Chronic headaches, migraines, and neck pain
Ross Hauser, MD . This article will concentrate on the role of the cervical ligaments and treatments that include Prolotherapy for stabilizing the neck and possibly providing a cure for chronic headaches.
Let’s look at four new research studies.
In the first study from a diverse team of Canadian researchers from medical universities and hospitals throughout Canada, doctors explored treatments for managing patients who suffered from chronic tension-type headaches with constant neck pain and muscle spasm. The muscle spasms should have been a clue that the headaches were being caused by cervical neck instability. Muscles spasm in unstable joints because they are being overworked trying to help or replace the function of damaged ligaments and tendons in stabilizing the joint.
This is shown by the Canadian doctor’s suggestion that treatments should include exercise (to help stabilize), relaxation training with stress coping therapy (to reduce spasm) and perhaps manual therapy (chiropractic) to help get the neck back in its natural position. 1
- Quick summary: Doctors found that headache had a neck instability component and the treatments offered were symptom management techniques, not curative techniques.
The connection and problems of headache and neck pain in the work place has also found recommendations from University of Turin doctors for relaxation techniques to help manage muscle spasms and tension. The doctors noted a muscle relaxation program could significantly reduce the high rate of work disability.2
Again, the researchers point to system suppression, at least in these papers attempts are made to get away from pharmaceutical management of chronic headache and do seek to find the problems of headache routed in neck pain and instability and muscle spasm.
In the third study from doctors at University of São Paulo in Brazil, researchers concluded: “We cannot assume that physical therapy promotes additional improvement in migraine treatment; however, it can increase the cervical pressure pain threshold, anticipate clinically relevant changes, and enhance patient satisfaction.”3
- Quick summary: Why increase pain threshold? Why not get rid of headache pain?
Lastly, the fourth paper doctors examined the 4th phase of a migraine cycle – The migraine postdrome – that is the physical aftermath after the migraine episode has dissipated. In this study of 120 patients, 81% reported at least one non-headache symptom in the postdrome.
Postdrome symptoms, in order of frequency, included feeling tired/weary and having difficulty concentrating and stiff neck. Many patients also reported a mild residual head discomfort.4
One notable characteristic of the patients was noted by the doctors:
There is a striking underestimation of the frequency of neck stiffness and sensitivity to light and noise.
Prolotherapy and the neck element in headaches
Do weakened ligaments in the neck cause an unnatural head posture which can cause headaches? Can strengthening these neck ligaments resolve the problem of chronic headaches and migraines by resolving the problem of cervical instability?
In our own research published in the medical journal Practical Pain Management, we showed the mechanism by which Prolotherapy effectively treated tension and migraine headaches in fifteen patients by stimulating cervical ligament repair.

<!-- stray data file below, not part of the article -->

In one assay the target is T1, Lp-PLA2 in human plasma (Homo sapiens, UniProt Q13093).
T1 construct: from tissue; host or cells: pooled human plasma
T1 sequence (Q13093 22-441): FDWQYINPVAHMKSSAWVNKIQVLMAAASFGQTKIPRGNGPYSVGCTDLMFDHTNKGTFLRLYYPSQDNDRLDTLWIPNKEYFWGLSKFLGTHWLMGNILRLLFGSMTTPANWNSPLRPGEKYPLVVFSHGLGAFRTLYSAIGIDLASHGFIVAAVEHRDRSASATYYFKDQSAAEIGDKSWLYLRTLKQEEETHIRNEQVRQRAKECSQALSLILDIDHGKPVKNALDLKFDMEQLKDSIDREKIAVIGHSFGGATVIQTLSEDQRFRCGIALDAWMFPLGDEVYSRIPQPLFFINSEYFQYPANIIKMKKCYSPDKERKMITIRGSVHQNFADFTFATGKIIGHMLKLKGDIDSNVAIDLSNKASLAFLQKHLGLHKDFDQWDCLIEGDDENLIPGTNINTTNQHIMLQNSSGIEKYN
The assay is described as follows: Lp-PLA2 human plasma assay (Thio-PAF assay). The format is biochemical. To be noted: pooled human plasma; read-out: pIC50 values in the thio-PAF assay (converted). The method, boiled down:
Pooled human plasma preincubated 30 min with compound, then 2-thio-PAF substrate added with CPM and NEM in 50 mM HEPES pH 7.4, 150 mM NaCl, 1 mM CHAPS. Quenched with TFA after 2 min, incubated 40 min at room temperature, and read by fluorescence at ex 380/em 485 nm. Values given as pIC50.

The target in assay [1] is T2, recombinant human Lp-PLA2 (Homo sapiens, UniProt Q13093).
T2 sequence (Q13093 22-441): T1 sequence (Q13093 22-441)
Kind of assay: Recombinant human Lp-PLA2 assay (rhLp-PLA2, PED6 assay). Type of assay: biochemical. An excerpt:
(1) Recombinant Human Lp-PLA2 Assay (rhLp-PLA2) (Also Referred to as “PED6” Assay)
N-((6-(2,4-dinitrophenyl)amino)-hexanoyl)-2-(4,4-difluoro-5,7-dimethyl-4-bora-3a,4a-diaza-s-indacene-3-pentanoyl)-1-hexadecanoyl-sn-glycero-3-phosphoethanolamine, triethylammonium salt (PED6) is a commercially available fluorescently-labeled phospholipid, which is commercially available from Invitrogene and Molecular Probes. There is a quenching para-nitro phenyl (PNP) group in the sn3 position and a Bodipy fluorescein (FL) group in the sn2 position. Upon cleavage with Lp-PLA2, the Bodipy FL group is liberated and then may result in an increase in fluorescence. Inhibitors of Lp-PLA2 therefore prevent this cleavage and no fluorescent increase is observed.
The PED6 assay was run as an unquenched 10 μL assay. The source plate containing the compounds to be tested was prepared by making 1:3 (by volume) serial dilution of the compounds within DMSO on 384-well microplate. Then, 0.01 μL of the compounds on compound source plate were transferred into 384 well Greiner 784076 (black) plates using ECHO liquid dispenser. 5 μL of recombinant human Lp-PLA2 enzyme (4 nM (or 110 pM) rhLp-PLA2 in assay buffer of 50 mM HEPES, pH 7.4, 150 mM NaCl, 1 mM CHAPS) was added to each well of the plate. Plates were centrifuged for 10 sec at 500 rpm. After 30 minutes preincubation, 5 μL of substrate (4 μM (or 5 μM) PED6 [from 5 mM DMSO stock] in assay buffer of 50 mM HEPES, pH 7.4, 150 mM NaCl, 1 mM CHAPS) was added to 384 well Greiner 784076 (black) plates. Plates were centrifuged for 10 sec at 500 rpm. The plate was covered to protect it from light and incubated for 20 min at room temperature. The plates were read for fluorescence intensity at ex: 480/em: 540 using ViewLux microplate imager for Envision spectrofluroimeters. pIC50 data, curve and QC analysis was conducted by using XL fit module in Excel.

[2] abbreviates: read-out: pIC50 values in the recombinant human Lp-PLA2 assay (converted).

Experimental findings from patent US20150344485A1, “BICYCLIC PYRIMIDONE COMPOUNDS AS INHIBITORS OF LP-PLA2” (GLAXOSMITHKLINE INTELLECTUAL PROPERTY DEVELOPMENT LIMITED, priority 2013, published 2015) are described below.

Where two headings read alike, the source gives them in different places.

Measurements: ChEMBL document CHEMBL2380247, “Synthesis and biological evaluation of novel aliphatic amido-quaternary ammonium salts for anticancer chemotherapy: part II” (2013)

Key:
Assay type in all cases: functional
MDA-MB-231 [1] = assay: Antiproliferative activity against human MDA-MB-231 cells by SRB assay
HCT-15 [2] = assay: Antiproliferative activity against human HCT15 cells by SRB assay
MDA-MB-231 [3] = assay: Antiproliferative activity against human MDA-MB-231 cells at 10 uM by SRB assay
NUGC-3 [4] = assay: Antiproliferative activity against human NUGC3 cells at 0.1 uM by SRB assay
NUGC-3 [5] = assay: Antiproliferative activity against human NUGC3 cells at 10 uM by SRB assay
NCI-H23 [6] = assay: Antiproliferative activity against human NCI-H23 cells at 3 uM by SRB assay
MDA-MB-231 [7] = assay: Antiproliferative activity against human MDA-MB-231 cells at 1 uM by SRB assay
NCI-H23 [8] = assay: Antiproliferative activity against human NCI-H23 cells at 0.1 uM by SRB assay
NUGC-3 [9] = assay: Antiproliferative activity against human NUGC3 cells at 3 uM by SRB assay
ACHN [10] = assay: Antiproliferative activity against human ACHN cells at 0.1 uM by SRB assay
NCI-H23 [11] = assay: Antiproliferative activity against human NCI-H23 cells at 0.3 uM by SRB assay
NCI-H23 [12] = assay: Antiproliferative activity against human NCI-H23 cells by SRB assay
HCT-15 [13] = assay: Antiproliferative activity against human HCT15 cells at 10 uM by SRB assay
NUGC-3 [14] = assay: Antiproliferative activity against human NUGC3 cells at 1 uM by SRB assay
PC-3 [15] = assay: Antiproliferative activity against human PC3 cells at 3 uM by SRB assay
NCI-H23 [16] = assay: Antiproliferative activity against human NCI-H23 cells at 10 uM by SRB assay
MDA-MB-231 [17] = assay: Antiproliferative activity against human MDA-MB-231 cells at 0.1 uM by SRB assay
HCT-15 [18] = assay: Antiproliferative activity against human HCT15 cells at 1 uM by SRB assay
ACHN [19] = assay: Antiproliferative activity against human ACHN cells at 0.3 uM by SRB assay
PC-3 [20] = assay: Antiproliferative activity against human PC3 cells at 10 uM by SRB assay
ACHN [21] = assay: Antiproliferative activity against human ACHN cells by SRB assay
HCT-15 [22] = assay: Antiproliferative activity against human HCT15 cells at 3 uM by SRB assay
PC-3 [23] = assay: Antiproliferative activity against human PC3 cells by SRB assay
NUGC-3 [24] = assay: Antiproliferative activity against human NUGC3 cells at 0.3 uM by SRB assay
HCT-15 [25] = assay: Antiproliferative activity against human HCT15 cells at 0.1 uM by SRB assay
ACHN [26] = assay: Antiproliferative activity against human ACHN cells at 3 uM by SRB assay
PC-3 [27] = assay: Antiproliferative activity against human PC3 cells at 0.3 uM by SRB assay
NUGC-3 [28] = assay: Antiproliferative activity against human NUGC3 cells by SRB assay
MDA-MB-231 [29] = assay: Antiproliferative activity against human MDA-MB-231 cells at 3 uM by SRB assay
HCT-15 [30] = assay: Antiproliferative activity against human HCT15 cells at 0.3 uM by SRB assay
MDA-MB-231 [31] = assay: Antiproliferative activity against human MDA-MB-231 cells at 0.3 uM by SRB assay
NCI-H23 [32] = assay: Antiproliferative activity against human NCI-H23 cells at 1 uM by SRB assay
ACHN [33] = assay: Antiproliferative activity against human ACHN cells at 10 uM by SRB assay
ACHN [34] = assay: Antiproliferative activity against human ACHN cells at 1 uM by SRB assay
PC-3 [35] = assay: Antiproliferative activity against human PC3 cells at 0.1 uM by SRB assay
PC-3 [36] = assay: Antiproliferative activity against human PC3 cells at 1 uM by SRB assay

Our study followed patients, on average, 22 months after their last Prolotherapy treatment and all 100% still had benefit.
Clinically significant improvements were reported including:
- decreased headache intensity level,
- number of associated symptoms and light sensitivity in patients with tension and migraine headache pain.
While our research is much more indepth, it is not a new claim. As far back as 1962, doctors reported good to excellent results in 90 percent of patients with neck and/or head pain treated with Prolotherapy.5
Typical areas treated during Prolotherapy sessions for chronic headaches and neck pain are the base of the skull, cervical vertebral ligaments, posterior-lateral clavicle, where the trapezius muscle attaches, as well as the attachments of the levator scapulae muscles. Because there is an anesthetic in the solution, generally the neck or headache pain is immediately relieved. This again, confirms the diagnosis both for the patient and the physician.
Are you a candidate for Prolotherapy for headache pain?
1. Varatharajan S, Ferguson B, Chrobak K, et al.. Are non-invasive interventions effective for the management of headaches associated with neck pain? An update of the Bone and Joint Decade Task Force on Neck Pain and Its Associated Disorders by the Ontario Protocol for Traffic Injury Management (OPTIMa) Collaboration. Eur Spine J. 2016 Feb 6.
2. Rota E, Evangelista A, Ceccarelli M, Ferrero L, Milani C, Ugolini A, Mongini F. Efficacy of a workplace relaxation exercise program on muscle tenderness in a working community with headache and neck pain: a longitudinal, controlled study. Eur J Phys Rehabil Med. 2016 Jan 8.PubMed PMID: 26745361.
3. Bevilaqua-Grossi D, Gonçalves MC, Carvalho GF, Florencio LL, Dach F, Speciali JG, Bigal ME, Chaves TC. Additional Effects of a Physical Therapy Protocol on Headache Frequency, Pressure Pain Threshold, and Improvement Perception in Patients With Migraine and Associated Neck Pain: A Randomized Controlled Trial. Arch Phys Med Rehabil. 2015 Dec 21.
4. Giffin NJ, Lipton RB, Silberstein SD, Olesen J, Goadsby PJ. The migraine postdrome: An electronic diary study. Neurology. 2016;87(3):309-313
5. Hackett GS, et al.Prolotherapy for headache. Pain in the head and neck, and neuritis. Headache. 1962 Apr;2:20-8.